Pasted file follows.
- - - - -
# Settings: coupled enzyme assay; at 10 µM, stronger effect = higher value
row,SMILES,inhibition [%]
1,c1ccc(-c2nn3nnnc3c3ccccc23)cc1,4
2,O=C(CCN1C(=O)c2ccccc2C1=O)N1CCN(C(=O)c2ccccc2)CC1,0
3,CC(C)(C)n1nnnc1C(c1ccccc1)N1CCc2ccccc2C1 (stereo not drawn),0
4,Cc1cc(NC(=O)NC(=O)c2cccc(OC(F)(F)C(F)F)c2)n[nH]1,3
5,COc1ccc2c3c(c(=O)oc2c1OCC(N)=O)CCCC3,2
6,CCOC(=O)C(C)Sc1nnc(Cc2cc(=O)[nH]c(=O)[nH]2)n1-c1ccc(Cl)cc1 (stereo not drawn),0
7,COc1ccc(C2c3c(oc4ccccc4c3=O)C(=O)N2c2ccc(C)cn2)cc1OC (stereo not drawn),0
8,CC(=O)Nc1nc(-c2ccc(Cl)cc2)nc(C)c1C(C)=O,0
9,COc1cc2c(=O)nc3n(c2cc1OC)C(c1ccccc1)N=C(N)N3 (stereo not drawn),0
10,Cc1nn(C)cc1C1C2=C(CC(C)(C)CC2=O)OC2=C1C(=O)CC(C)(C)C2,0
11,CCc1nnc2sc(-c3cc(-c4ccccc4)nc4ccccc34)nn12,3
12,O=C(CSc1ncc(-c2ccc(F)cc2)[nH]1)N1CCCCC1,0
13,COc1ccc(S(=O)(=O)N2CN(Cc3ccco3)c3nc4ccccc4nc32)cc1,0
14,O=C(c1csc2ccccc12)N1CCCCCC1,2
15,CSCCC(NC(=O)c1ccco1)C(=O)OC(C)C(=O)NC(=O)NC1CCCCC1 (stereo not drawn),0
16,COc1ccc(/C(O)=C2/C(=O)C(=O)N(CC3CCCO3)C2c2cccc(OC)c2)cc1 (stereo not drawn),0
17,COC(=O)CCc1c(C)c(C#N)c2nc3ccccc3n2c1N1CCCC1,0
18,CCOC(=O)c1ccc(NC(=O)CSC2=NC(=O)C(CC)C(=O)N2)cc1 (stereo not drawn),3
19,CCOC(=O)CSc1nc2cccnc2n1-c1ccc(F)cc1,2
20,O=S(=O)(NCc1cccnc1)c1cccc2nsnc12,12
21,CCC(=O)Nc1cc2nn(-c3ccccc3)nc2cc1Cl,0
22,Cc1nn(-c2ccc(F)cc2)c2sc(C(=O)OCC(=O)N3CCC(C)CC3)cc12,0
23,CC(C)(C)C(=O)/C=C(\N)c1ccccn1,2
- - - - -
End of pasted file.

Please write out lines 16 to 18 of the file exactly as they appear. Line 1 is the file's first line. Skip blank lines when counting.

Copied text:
14,O=C(c1csc2ccccc12)N1CCCCCC1,2
15,CSCCC(NC(=O)c1ccco1)C(=O)OC(C)C(=O)NC(=O)NC1CCCCC1 (stereo not drawn),0
16,COc1ccc(/C(O)=C2/C(=O)C(=O)N(CC3CCCO3)C2c2cccc(OC)c2)cc1 (stereo not drawn),0